Myself, I'd love to have a yakitori joint like Yakitori Totto in Houston, or another Puerto Rican restaurant to complement Tex-Chick. I'd love to have a more formal, sit-down Filipino restaurant -- a lack that my friend Dr. Ricky has long-lamented as well -- as well as a more casual, informal Spanish restaurant that serves authentic tapas and doesn't cost a arm and a leg. I'd love to see a Swedish or Nordic restaurant that isn't IKEA, and I'd love to see any Portuguese food at all, anywhere.

But at least we've making progress in the direction of Moroccan food with Casablanca, the subject of this week's cafe review. What cuisines are you missing, readers?



Follow Eating Our Words on Facebook and on Twitter @EatingOurWords

Location Info

Casablanca Couscous & Grill - CLOSED

5506 Richmond Ave., Houston, TX

Category: Restaurant

My Voice Nation Help
15 comments
Ed T.
Ed T.

I actually miss Venezuelan cuisine (Casablanca inhabits the spot formerly known as Miguelitos) - I really enjoyed a lunch of arepas when I was in high school (in, of all places, Caracas.)

smepper
smepper

one of the problems is that most of the great ethnic cuisine in houston is outside of the loop, where rent is cheap and in areas where most people haven't heard of places like lupe tortilla or collinas (ignorance can be bliss). there's actually a pretty wide variety of african restaurants if you travel outside the beltway, in the alief/stafford area. the problems are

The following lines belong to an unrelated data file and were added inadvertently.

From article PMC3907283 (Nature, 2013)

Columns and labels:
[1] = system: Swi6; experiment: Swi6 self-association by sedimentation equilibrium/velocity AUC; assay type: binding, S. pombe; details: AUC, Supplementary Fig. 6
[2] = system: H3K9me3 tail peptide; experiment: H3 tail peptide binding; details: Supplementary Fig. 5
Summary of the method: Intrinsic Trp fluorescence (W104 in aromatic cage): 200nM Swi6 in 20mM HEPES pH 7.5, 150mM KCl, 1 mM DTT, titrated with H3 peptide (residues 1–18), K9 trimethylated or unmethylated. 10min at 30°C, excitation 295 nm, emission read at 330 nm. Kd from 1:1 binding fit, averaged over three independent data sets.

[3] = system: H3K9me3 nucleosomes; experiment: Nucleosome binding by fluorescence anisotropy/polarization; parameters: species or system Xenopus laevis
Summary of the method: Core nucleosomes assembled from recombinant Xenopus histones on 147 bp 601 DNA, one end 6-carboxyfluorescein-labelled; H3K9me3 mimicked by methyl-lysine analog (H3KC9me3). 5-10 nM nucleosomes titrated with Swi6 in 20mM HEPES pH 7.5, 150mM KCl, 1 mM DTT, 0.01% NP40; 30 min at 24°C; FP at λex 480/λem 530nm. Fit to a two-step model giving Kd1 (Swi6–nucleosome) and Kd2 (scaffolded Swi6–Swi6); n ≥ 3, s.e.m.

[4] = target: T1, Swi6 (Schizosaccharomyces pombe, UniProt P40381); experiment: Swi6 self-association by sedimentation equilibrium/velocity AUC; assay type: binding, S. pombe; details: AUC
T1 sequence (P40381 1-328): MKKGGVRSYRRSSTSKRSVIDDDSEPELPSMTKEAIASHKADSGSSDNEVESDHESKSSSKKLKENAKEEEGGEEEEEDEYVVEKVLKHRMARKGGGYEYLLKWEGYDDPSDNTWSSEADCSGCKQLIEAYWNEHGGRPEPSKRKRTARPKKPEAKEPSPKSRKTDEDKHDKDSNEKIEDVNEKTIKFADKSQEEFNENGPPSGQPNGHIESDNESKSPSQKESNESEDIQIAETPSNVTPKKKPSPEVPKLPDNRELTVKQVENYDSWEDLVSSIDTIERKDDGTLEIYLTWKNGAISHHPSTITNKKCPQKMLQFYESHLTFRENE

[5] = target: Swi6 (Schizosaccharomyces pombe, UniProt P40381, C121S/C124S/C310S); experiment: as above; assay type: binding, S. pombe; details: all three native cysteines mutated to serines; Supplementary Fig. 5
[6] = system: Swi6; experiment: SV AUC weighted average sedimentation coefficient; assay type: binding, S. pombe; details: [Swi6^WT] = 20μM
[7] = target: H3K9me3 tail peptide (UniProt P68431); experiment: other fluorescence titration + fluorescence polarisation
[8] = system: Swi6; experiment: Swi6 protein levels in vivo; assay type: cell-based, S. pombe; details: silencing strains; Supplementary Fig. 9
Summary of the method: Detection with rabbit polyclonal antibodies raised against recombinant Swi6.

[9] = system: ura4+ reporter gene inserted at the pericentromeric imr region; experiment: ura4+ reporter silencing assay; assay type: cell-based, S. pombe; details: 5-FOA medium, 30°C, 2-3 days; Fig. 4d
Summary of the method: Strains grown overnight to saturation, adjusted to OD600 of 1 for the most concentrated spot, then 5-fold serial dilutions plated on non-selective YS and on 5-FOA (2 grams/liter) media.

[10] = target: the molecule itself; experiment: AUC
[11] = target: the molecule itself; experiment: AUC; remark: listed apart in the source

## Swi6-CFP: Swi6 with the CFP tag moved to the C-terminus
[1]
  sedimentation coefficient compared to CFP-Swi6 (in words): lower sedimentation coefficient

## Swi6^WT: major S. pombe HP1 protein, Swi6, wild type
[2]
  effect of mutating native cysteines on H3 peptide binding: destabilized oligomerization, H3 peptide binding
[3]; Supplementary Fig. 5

1. according to many of the posts/comments i've read on this blog, many people believe they will spontaneously combust if they had to drive past the loop (it's not true, i promise!)2. these hole-in-the-wall joints are also hidden in strip malls (apparently another cause for complain) on small streets3. cockroaches are accepted as neighborhood pets

i would share a few of my favorites but living in chinatown, there's been an influx of obnoxiously disrespectful patrons the past few years who enjoy snickering (loudly) at the often misspelled words on menus, as well as sneering (again, loudly enough for everyone to hear) at menu items and making a show of being grossed out at food they're unaccustomed to while looking ever-so smug that they've learned how to use chopsticks. i'd hate to bring that to any of these other honest mom and pop joints. however, since you're looking for Senegalese and it's right on westheimer, http://bonappetithoustontx.com.